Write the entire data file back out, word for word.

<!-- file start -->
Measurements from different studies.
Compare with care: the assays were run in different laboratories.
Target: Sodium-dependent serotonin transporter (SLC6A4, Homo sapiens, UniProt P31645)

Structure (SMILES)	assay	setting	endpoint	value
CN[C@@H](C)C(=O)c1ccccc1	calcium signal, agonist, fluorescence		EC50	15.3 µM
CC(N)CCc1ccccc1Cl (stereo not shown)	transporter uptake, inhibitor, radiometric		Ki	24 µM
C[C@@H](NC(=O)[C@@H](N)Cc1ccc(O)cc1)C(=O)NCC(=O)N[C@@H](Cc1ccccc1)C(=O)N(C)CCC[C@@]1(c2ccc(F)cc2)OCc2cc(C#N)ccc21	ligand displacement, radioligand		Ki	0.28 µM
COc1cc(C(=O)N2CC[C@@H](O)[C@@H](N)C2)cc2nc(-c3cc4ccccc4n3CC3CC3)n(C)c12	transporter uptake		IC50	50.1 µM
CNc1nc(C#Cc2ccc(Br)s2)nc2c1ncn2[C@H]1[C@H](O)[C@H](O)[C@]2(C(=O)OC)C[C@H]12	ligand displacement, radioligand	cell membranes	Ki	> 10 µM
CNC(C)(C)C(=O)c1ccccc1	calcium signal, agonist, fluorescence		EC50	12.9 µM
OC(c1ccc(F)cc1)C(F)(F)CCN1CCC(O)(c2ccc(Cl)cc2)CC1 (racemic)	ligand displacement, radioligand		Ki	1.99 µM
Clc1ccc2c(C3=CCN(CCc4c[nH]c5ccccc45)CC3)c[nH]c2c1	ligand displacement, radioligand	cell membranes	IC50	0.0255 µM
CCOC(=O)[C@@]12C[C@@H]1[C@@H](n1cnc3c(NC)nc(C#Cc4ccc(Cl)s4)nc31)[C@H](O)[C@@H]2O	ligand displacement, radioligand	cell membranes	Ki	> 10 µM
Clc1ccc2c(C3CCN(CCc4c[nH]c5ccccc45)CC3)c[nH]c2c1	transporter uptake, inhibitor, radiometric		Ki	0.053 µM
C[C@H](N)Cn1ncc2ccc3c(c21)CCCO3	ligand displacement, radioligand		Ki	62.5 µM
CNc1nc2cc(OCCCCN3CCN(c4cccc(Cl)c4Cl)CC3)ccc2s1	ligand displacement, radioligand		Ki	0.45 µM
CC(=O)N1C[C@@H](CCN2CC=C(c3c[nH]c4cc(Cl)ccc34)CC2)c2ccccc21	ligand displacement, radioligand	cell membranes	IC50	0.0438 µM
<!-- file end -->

Measurements from different studies.
Compare with care: the assays were run in different laboratories.
Target: Sodium-dependent serotonin transporter (SLC6A4, Homo sapiens, UniProt P31645)

Structure (SMILES)	assay	setting	endpoint	value
CN[C@@H](C)C(=O)c1ccccc1	calcium signal, agonist, fluorescence		EC50	15.3 µM
CC(N)CCc1ccccc1Cl (stereo not shown)	transporter uptake, inhibitor, radiometric		Ki	24 µM
C[C@@H](NC(=O)[C@@H](N)Cc1ccc(O)cc1)C(=O)NCC(=O)N[C@@H](Cc1ccccc1)C(=O)N(C)CCC[C@@]1(c2ccc(F)cc2)OCc2cc(C#N)ccc21	ligand displacement, radioligand		Ki	0.28 µM
COc1cc(C(=O)N2CC[C@@H](O)[C@@H](N)C2)cc2nc(-c3cc4ccccc4n3CC3CC3)n(C)c12	transporter uptake		IC50	50.1 µM
CNc1nc(C#Cc2ccc(Br)s2)nc2c1ncn2[C@H]1[C@H](O)[C@H](O)[C@]2(C(=O)OC)C[C@H]12	ligand displacement, radioligand	cell membranes	Ki	> 10 µM
CNC(C)(C)C(=O)c1ccccc1	calcium signal, agonist, fluorescence		EC50	12.9 µM
OC(c1ccc(F)cc1)C(F)(F)CCN1CCC(O)(c2ccc(Cl)cc2)CC1 (racemic)	ligand displacement, radioligand		Ki	1.99 µM
Clc1ccc2c(C3=CCN(CCc4c[nH]c5ccccc45)CC3)c[nH]c2c1	ligand displacement, radioligand	cell membranes	IC50	0.0255 µM
CCOC(=O)[C@@]12C[C@@H]1[C@@H](n1cnc3c(NC)nc(C#Cc4ccc(Cl)s4)nc31)[C@H](O)[C@@H]2O	ligand displacement, radioligand	cell membranes	Ki	> 10 µM
Clc1ccc2c(C3CCN(CCc4c[nH]c5ccccc45)CC3)c[nH]c2c1	transporter uptake, inhibitor, radiometric		Ki	0.053 µM
C[C@H](N)Cn1ncc2ccc3c(c21)CCCO3	ligand displacement, radioligand		Ki	62.5 µM
CNc1nc2cc(OCCCCN3CCN(c4cccc(Cl)c4Cl)CC3)ccc2s1	ligand displacement, radioligand		Ki	0.45 µM
CC(=O)N1C[C@@H](CCN2CC=C(c3c[nH]c4cc(Cl)ccc34)CC2)c2ccccc21	ligand displacement, radioligand	cell membranes	IC50	0.0438 µM